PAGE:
Not long ago I had the pleasure of exchanging some tweets with media-personalities Lawrence O’Donnell and Jonathan Capehart, both of whom I respect and usually agree with, but not this time. Lawrence had once shown some appreciation for one of the Koch brothers, who had made a sizeable donation to a hospital where he was treated after a traffic accident, and tried to convince me that one should not hate the Kochs but only disagree with them politically. Jonathan had written two columns about Marco Rubio’s announcement that he is running for President, one admiring Rubio’s family history, the other denouncing his hostile attitude towards gay families.
Both cases raise the question if we should distinguish between ‘the good’ and ‘the bad’ in politicians and their financial supporters, and in the name of ‘neutrality’ mention both as a matter of principle. I understand that journalists think they cannot be perceived as partial, and are therefore seeking some kind of ‘balance’ in their reporting, but when it comes to the question if that balance informs voters about political realities or rather disguises them I’m convinced it’s the latter.
The Koch brothers are philanthropists. They are also the owners of industries and the backers of policies that could destroy the planet within a foreseeable future, and have already declared that they are willing to spend close to $1 billion to try and have such policies implemented. In my opinion there is no need to mention their philanthropical activities in any context that addresses their political agenda, because it can only create the impression that ‘they’re not all that bad,’ while in fact they are.
Next to his anti-gay stance, Marco Rubio throws non-documented immigrants, many of whom are Hispanic, under the bus, by opposing Obama’s policies and promoting a much harder if not impossible path to a legal status. He tries to embellish his inhumane position with a tearjerker about his grandfather’s initial struggles in the US that only makes you wonder why he wants to make things even harder for others. Only what he would do as President counts, not the fact that he appears to love his family, like frankly most people do.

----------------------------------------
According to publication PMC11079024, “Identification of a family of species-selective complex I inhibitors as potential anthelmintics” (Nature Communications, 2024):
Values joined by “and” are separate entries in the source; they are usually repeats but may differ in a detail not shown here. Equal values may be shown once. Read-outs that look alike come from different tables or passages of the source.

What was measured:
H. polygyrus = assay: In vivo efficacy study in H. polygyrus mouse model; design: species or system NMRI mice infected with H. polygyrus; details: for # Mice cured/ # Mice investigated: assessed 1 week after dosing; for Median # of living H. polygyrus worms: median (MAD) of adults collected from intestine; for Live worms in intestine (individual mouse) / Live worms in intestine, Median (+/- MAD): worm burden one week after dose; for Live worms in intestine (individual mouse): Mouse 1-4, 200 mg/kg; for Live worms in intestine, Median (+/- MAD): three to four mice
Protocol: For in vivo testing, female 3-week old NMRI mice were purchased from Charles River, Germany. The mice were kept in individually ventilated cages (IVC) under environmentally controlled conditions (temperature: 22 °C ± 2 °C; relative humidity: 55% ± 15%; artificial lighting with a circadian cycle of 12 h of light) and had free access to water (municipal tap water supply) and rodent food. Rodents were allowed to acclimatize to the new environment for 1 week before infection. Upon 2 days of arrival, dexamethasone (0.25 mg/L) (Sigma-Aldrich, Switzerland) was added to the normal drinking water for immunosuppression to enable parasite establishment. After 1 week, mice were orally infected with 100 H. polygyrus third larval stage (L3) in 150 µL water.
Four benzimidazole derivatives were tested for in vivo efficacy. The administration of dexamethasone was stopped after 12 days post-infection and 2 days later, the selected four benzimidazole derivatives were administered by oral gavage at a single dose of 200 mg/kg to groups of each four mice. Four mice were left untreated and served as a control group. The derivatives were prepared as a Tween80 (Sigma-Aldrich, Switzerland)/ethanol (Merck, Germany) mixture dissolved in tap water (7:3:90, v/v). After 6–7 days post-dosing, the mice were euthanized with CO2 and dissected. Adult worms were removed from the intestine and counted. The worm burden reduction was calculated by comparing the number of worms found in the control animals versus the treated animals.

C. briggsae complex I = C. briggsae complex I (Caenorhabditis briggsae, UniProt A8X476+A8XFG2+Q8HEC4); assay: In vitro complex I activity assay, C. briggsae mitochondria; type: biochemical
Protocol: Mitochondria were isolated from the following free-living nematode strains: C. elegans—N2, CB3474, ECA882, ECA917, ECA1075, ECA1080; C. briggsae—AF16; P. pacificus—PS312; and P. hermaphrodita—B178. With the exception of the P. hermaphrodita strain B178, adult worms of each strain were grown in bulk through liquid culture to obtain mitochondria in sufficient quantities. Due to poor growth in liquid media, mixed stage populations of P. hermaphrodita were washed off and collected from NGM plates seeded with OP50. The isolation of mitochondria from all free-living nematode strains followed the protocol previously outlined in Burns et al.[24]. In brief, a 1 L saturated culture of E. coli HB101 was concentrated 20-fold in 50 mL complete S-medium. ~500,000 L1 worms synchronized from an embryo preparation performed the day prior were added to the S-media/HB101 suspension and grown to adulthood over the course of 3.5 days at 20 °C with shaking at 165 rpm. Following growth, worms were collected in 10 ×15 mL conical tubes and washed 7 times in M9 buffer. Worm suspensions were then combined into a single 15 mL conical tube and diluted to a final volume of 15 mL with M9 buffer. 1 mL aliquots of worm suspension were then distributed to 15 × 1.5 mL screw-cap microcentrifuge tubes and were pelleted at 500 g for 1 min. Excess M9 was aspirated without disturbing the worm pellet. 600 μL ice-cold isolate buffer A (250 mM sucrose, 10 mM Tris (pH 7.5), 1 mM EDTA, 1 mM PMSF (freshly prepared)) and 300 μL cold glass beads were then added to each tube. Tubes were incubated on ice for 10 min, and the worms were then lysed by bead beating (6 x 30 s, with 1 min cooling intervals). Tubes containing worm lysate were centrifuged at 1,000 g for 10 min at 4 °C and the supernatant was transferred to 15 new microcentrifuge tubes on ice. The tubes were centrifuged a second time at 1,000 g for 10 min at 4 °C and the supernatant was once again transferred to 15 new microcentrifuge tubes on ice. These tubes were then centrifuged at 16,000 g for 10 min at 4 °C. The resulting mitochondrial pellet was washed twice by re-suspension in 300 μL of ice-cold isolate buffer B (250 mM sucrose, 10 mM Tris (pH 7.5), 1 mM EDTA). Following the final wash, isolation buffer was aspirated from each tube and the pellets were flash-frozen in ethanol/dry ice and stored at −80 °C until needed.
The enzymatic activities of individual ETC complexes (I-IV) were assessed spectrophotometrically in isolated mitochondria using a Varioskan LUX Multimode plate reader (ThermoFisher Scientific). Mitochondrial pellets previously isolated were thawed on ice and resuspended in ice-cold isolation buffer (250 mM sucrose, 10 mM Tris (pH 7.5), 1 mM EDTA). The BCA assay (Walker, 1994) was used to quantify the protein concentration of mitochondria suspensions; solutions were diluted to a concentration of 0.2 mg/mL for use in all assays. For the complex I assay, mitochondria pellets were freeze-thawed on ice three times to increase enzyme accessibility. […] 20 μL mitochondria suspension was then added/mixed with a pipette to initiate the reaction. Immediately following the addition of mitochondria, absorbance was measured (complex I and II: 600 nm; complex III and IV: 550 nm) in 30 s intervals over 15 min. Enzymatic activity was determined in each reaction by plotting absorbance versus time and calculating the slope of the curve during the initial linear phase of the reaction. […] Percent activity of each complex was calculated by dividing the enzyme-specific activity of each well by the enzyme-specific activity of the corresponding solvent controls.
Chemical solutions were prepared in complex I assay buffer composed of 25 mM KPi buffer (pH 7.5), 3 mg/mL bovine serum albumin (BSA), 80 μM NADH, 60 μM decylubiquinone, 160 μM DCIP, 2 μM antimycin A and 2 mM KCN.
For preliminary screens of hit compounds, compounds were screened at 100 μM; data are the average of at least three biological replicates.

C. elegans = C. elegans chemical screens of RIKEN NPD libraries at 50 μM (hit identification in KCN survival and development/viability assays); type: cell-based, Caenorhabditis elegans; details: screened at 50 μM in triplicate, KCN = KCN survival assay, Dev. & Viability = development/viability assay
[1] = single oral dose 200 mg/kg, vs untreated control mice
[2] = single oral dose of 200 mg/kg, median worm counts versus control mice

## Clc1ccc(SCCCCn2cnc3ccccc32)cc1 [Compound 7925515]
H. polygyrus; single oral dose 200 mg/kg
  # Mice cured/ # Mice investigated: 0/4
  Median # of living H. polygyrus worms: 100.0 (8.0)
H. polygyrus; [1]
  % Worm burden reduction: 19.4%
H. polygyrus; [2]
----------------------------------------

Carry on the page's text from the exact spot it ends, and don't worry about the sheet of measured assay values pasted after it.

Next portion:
On a larger scale, the nineteen or so anticipated Republican candidates all belong to a party that would not only keep the planet on a path to destruction but accelerate that process, while dismantling the US democracy by allowing unlimited amounts of unregulated money to bribe politicians and limiting the ability of minorities to vote. Economically, they would increase poverty and income inequality with supply-side policies that have miserably failed for decennia, and recreate the conditions that led to the second most serious depression in US history.
In that context it doesn’t matter if Jeb Bush is ‘a little better’ on immigration than Ted Cruz because his wife is from Mexico, if Chris Christie would go to the wedding of his gay cousin because they both are fat but Bobby Jindal would not, if Rick Perry has a cat and Scott Walker a dog. What matters is the total package, and that’s pretty bad for all of them. The political press has to inform us accurately about their political positions and leave the personal stuff to People Magazine. That is the only kind of neutrality that is acceptable.